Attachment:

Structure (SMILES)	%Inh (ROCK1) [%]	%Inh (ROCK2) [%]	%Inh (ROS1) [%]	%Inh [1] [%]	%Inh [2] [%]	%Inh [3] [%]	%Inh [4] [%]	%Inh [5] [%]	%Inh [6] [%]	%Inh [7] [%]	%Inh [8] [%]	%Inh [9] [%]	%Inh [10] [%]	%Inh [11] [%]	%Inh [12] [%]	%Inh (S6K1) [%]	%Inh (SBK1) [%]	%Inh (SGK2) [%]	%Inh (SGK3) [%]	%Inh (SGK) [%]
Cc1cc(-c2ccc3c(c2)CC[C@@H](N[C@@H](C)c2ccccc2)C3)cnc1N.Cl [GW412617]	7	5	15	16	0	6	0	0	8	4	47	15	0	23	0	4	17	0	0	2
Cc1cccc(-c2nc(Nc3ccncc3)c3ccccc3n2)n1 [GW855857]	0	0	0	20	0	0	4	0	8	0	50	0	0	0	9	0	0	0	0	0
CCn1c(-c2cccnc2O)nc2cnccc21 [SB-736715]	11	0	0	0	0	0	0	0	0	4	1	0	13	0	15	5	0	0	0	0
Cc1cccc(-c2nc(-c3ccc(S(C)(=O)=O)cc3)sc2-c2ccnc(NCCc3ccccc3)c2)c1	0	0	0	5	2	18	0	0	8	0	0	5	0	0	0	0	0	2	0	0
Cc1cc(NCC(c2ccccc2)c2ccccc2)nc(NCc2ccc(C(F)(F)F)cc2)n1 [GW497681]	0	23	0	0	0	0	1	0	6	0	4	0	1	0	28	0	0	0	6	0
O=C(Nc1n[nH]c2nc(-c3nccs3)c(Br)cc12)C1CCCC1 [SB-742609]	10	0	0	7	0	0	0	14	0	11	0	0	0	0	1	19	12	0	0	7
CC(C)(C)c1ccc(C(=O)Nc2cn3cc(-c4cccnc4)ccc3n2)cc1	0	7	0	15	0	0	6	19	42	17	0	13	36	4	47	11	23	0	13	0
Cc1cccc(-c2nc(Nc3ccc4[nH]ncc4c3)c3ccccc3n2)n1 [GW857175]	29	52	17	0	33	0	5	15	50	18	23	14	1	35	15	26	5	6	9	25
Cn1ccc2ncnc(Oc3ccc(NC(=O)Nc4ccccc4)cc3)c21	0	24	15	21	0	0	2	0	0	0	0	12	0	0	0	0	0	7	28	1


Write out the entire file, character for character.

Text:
Structure (SMILES)	%Inh (ROCK1) [%]	%Inh (ROCK2) [%]	%Inh (ROS1) [%]	%Inh [1] [%]	%Inh [2] [%]	%Inh [3] [%]	%Inh [4] [%]	%Inh [5] [%]	%Inh [6] [%]	%Inh [7] [%]	%Inh [8] [%]	%Inh [9] [%]	%Inh [10] [%]	%Inh [11] [%]	%Inh [12] [%]	%Inh (S6K1) [%]	%Inh (SBK1) [%]	%Inh (SGK2) [%]	%Inh (SGK3) [%]	%Inh (SGK) [%]
Cc1cc(-c2ccc3c(c2)CC[C@@H](N[C@@H](C)c2ccccc2)C3)cnc1N.Cl [GW412617]	7	5	15	16	0	6	0	0	8	4	47	15	0	23	0	4	17	0	0	2
Cc1cccc(-c2nc(Nc3ccncc3)c3ccccc3n2)n1 [GW855857]	0	0	0	20	0	0	4	0	8	0	50	0	0	0	9	0	0	0	0	0
CCn1c(-c2cccnc2O)nc2cnccc21 [SB-736715]	11	0	0	0	0	0	0	0	0	4	1	0	13	0	15	5	0	0	0	0
Cc1cccc(-c2nc(-c3ccc(S(C)(=O)=O)cc3)sc2-c2ccnc(NCCc3ccccc3)c2)c1	0	0	0	5	2	18	0	0	8	0	0	5	0	0	0	0	0	2	0	0
Cc1cc(NCC(c2ccccc2)c2ccccc2)nc(NCc2ccc(C(F)(F)F)cc2)n1 [GW497681]	0	23	0	0	0	0	1	0	6	0	4	0	1	0	28	0	0	0	6	0
O=C(Nc1n[nH]c2nc(-c3nccs3)c(Br)cc12)C1CCCC1 [SB-742609]	10	0	0	7	0	0	0	14	0	11	0	0	0	0	1	19	12	0	0	7
CC(C)(C)c1ccc(C(=O)Nc2cn3cc(-c4cccnc4)ccc3n2)cc1	0	7	0	15	0	0	6	19	42	17	0	13	36	4	47	11	23	0	13	0
Cc1cccc(-c2nc(Nc3ccc4[nH]ncc4c3)c3ccccc3n2)n1 [GW857175]	29	52	17	0	33	0	5	15	50	18	23	14	1	35	15	26	5	6	9	25
Cn1ccc2ncnc(Oc3ccc(NC(=O)Nc4ccccc4)cc3)c21	0	24	15	21	0	0	2	0	0	0	0	12	0	0	0	0	0	7	28	1